Test for tick's Lyme disease bacteria now available in Canada
Public Health Agency of Canada is evaluating the test to see whether it provides reliable information
A new, over-the-counter test is now available in Canada that the Canadian Lyme Disease Foundation is calling an "important tool" for someone bitten by a tick and concerned they've been exposed to Lyme disease.
Lyme disease is on the rise in Canada, with 700 new cases last year, and early treatment is key, according to Health Canada. But it can be challenging to get a diagnosis quickly, in part because it can take weeks for symptoms to show up.
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The test doesn't solve that problem; it only shows whether the tick has the bacteria, not whether the person who was bitten got infected or will develop Lyme disease.
"It's another important tool ... that will eventually help show us just how prevalent the Lyme bacteria is," said Jim Wilson, president of the Canadian Lyme Disease Foundation.
"It should never be used to inform anybody as to whether they should go to the doctor or whether they may or may not have Lyme disease. If somebody is bitten by a tick they should seek medical attention."
'Lyme disease ... could be anywhere'
Lyme disease is caused by Borrelia bacteria, and spread by infected ticks. If left untreated, it can cause fatigue and weakness, as well as damage to the heart, nerves and other organs, according to Health Canada.
However, getting a diagnosis can be a battle, said Wilson. (It's one of the areas his group is discussing with the federal government this week, at an Ottawa conference on Lyme disease.)
There isn't an early, reliable blood test to detect Lyme, and symptoms can vary from person to person — including skin rash, headache, fever and swollen lymph nodes.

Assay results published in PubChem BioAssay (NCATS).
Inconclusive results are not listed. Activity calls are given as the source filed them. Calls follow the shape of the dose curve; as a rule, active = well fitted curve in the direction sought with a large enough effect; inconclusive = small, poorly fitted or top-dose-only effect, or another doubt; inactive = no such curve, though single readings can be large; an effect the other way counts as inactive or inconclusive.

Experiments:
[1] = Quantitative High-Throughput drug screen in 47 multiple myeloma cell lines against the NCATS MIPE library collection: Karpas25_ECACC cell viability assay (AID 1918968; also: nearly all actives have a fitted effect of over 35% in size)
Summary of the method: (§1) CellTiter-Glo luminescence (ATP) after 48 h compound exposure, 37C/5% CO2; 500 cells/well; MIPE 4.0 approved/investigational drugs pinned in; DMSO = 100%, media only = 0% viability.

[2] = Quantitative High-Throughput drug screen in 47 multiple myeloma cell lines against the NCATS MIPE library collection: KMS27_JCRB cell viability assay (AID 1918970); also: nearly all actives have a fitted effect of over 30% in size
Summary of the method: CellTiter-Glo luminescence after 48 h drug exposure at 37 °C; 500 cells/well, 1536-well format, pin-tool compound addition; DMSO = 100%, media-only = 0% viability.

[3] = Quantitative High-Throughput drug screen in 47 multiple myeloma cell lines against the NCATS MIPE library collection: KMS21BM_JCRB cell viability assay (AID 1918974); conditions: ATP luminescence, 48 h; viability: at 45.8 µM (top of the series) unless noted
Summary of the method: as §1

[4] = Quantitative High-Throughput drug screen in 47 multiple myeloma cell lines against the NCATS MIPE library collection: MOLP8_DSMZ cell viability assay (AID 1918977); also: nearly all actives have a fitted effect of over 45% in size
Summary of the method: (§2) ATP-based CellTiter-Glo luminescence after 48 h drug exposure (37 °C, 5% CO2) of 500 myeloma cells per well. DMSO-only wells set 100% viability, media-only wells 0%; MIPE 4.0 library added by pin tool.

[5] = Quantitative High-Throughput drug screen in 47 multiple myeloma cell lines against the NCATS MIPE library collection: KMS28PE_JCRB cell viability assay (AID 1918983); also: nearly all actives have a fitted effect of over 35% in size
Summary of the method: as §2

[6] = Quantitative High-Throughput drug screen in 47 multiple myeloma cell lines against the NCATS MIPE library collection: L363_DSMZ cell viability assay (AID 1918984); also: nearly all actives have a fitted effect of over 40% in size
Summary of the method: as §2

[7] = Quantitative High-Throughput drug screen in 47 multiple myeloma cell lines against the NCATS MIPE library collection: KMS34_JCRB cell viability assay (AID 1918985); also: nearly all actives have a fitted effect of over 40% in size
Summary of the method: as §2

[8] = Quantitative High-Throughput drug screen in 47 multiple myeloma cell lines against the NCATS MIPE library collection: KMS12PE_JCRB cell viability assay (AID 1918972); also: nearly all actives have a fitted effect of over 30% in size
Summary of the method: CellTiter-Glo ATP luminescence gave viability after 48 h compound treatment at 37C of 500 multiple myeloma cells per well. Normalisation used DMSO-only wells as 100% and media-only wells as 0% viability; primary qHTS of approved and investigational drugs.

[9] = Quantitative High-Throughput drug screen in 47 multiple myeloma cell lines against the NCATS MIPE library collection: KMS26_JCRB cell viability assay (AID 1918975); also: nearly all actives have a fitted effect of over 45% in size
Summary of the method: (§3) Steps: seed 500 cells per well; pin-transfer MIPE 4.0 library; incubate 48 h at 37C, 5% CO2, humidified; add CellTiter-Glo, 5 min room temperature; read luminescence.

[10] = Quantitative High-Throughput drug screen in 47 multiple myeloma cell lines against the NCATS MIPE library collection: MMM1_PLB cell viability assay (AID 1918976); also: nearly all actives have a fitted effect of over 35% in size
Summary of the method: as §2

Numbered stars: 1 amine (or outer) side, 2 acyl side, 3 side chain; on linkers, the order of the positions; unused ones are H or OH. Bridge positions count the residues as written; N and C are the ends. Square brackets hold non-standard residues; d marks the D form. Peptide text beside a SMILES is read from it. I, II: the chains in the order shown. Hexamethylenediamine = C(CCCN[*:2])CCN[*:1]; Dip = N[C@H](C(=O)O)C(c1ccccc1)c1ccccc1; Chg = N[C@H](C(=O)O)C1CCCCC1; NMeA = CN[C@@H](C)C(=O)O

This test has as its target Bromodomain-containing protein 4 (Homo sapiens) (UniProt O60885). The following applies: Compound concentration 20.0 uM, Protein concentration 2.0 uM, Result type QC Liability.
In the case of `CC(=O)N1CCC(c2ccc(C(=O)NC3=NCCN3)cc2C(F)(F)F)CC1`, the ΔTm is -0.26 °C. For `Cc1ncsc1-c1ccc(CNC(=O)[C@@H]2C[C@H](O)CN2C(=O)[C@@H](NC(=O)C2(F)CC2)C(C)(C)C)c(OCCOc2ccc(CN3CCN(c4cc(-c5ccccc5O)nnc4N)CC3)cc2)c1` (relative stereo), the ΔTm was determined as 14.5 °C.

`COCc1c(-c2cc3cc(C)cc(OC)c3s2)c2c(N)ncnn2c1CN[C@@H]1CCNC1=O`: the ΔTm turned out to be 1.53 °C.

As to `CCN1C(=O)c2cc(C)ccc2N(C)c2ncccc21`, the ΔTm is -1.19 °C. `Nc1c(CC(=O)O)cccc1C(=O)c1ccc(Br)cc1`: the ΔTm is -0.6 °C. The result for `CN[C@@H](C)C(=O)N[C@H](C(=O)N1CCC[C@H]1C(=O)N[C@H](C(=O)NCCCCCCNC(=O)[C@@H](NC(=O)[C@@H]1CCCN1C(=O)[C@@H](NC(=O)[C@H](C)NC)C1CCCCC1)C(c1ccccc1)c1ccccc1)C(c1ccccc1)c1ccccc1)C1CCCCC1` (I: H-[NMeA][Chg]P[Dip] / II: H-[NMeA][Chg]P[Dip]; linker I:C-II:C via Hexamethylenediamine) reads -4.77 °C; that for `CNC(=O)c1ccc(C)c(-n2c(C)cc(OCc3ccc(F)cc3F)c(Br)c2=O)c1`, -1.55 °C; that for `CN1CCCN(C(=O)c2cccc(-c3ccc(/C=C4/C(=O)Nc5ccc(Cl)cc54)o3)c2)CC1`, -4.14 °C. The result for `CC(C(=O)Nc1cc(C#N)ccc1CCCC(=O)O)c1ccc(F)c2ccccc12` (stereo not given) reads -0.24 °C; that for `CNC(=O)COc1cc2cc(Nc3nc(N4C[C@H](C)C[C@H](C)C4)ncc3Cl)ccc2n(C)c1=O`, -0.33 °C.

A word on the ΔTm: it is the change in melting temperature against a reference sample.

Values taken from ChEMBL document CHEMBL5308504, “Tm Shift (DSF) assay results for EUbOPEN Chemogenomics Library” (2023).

Doctors will factor in whether someone has been in an "at-risk" or "endemic area," where ticks are known to carry Lyme disease, which according to Health Canada includes:
- Southern B.C.
- Southeastern and south-central Manitoba.
- Southern, eastern and northwestern Ontario.
- Southern Quebec.
- Southern New Brunswick and Grand Manan Island.
- Parts of Nova Scotia.
However, Wilson doesn't think there hasn't been enough surveillance to reliably know where infected ticks can be found.
"There's this overemphasis on 'known endemic areas,'" said Wilson. "We don't know where Lyme disease is. It could be anywhere is our mantra."
That's why a test that someone could buy at a drug store to check for the Borrelia bacteria could be helpful, despite its limitations, he said.
Government evaluating accuracy
The test isn't regulated in Canada. Because it doesn't test human samples, it isn't considered a medical device, according to the company and Health Canada.
However, the Public Health Agency of Canada said in a statement it is "currently evaluating the performance characteristics of the Care Plus tick test on blacklegged ticks collected from people from across Canada to ensure that the test provides accurate and reliable information for the end user."
A user has to safely remove the entire tick, crush it in a test-tube with solution, and drop liquid on a test strip. The company claims it is more than 95 per cent accurate in detecting three types of Borrelia bacteria.
A Vancouver doctor who specializes in travel medicine said the test can be used as an "early warning system" to discuss Lyme disease with their doctor and possibly diagnose it earlier.
"In the early stages, it may be the only thing you have to go on is a positive tick result," said Dr. Gio Miletto, who is paid by the company to discuss the test, but doesn't financially benefit from sales.
The Public Health Agency of Canada does not recommend testing of ticks for infection to decide whether to treat someone for Lyme disease, but said the test may have a role to play in disease prevention if it prompts people to seek medical attention.